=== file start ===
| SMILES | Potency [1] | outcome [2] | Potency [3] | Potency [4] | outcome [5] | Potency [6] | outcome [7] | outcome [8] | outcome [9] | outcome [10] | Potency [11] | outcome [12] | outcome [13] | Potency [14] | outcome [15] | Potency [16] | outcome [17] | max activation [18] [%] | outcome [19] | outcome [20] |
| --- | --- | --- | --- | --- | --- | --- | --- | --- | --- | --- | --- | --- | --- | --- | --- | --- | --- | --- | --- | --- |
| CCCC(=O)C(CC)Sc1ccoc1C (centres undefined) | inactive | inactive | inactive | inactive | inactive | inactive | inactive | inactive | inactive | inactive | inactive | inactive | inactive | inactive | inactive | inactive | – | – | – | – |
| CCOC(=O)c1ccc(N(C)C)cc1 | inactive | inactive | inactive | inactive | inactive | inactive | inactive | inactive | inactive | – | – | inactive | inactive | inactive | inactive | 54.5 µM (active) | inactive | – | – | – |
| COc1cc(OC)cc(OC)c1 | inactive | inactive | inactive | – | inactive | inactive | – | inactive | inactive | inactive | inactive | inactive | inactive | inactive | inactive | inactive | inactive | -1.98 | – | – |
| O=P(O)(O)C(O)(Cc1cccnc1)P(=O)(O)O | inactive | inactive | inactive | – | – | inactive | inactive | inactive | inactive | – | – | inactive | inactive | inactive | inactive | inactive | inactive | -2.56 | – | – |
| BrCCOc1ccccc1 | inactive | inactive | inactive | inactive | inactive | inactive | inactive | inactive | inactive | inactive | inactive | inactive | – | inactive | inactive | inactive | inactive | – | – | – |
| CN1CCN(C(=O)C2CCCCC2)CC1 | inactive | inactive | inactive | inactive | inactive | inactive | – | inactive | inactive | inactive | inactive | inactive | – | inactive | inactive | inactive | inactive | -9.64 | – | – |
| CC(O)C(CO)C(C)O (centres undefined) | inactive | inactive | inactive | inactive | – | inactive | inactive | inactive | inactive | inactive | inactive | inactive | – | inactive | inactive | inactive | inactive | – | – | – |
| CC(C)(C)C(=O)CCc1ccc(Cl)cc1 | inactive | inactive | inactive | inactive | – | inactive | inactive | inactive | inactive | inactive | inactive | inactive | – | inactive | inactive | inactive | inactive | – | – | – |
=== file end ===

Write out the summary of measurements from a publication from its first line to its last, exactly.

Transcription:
| SMILES | Potency [1] | outcome [2] | Potency [3] | Potency [4] | outcome [5] | Potency [6] | outcome [7] | outcome [8] | outcome [9] | outcome [10] | Potency [11] | outcome [12] | outcome [13] | Potency [14] | outcome [15] | Potency [16] | outcome [17] | max activation [18] [%] | outcome [19] | outcome [20] |
| --- | --- | --- | --- | --- | --- | --- | --- | --- | --- | --- | --- | --- | --- | --- | --- | --- | --- | --- | --- | --- |
| CCCC(=O)C(CC)Sc1ccoc1C (centres undefined) | inactive | inactive | inactive | inactive | inactive | inactive | inactive | inactive | inactive | inactive | inactive | inactive | inactive | inactive | inactive | inactive | – | – | – | – |
| CCOC(=O)c1ccc(N(C)C)cc1 | inactive | inactive | inactive | inactive | inactive | inactive | inactive | inactive | inactive | – | – | inactive | inactive | inactive | inactive | 54.5 µM (active) | inactive | – | – | – |
| COc1cc(OC)cc(OC)c1 | inactive | inactive | inactive | – | inactive | inactive | – | inactive | inactive | inactive | inactive | inactive | inactive | inactive | inactive | inactive | inactive | -1.98 | – | – |
| O=P(O)(O)C(O)(Cc1cccnc1)P(=O)(O)O | inactive | inactive | inactive | – | – | inactive | inactive | inactive | inactive | – | – | inactive | inactive | inactive | inactive | inactive | inactive | -2.56 | – | – |
| BrCCOc1ccccc1 | inactive | inactive | inactive | inactive | inactive | inactive | inactive | inactive | inactive | inactive | inactive | inactive | – | inactive | inactive | inactive | inactive | – | – | – |
| CN1CCN(C(=O)C2CCCCC2)CC1 | inactive | inactive | inactive | inactive | inactive | inactive | – | inactive | inactive | inactive | inactive | inactive | – | inactive | inactive | inactive | inactive | -9.64 | – | – |
| CC(O)C(CO)C(C)O (centres undefined) | inactive | inactive | inactive | inactive | – | inactive | inactive | inactive | inactive | inactive | inactive | inactive | – | inactive | inactive | inactive | inactive | – | – | – |
| CC(C)(C)C(=O)CCc1ccc(Cl)cc1 | inactive | inactive | inactive | inactive | – | inactive | inactive | inactive | inactive | inactive | inactive | inactive | – | inactive | inactive | inactive | inactive | – | – | – |